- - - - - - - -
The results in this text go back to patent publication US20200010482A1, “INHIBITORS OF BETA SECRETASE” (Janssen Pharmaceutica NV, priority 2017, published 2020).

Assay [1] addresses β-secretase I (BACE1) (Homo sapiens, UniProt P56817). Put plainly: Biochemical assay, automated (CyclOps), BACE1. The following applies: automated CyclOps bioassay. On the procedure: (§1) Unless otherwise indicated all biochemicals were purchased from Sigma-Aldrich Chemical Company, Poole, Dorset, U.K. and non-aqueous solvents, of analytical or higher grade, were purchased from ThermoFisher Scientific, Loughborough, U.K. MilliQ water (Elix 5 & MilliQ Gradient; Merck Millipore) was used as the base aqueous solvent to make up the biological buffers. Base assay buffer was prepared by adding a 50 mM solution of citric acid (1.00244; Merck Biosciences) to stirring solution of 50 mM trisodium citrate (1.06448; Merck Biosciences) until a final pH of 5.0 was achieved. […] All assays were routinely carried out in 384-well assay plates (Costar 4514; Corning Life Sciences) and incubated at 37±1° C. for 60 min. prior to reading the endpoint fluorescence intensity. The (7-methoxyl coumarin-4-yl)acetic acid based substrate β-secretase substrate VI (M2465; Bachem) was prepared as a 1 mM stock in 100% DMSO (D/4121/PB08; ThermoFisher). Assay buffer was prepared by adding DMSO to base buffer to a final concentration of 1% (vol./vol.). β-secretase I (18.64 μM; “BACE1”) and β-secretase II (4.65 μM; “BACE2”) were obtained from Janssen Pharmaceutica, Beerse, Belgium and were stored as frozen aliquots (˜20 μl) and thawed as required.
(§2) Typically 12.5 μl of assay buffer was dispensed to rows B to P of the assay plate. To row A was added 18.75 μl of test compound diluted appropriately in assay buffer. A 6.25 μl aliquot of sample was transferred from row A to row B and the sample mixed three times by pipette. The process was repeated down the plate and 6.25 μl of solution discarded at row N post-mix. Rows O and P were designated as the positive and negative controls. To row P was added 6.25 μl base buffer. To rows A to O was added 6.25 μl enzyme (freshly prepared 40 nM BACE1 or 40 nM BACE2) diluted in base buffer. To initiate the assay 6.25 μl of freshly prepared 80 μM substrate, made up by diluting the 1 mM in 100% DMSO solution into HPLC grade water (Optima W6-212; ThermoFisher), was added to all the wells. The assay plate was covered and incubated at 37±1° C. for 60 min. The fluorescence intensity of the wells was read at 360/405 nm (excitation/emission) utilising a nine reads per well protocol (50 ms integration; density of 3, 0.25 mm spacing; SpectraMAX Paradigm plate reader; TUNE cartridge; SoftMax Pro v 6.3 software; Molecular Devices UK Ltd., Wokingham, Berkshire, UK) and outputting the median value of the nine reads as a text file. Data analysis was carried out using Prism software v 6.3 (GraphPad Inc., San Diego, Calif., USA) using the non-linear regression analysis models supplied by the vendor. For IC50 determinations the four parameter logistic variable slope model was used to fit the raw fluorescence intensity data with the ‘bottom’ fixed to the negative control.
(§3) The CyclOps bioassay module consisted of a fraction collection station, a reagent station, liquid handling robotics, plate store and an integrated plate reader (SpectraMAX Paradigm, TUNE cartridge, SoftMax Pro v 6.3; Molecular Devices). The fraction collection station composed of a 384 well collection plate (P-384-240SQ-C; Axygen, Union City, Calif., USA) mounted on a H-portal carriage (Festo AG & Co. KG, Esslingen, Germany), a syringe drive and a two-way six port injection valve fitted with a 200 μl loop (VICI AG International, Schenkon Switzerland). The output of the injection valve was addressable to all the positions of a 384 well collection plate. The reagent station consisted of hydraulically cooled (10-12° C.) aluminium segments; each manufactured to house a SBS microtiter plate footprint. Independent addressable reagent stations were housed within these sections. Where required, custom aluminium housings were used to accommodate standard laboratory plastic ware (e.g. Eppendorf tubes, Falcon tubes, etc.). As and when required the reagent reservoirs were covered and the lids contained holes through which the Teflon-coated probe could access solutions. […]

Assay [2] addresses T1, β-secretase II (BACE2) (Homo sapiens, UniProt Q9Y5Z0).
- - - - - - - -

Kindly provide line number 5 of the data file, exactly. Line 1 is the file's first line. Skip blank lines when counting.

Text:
Assay [2] addresses T1, β-secretase II (BACE2) (Homo sapiens, UniProt Q9Y5Z0).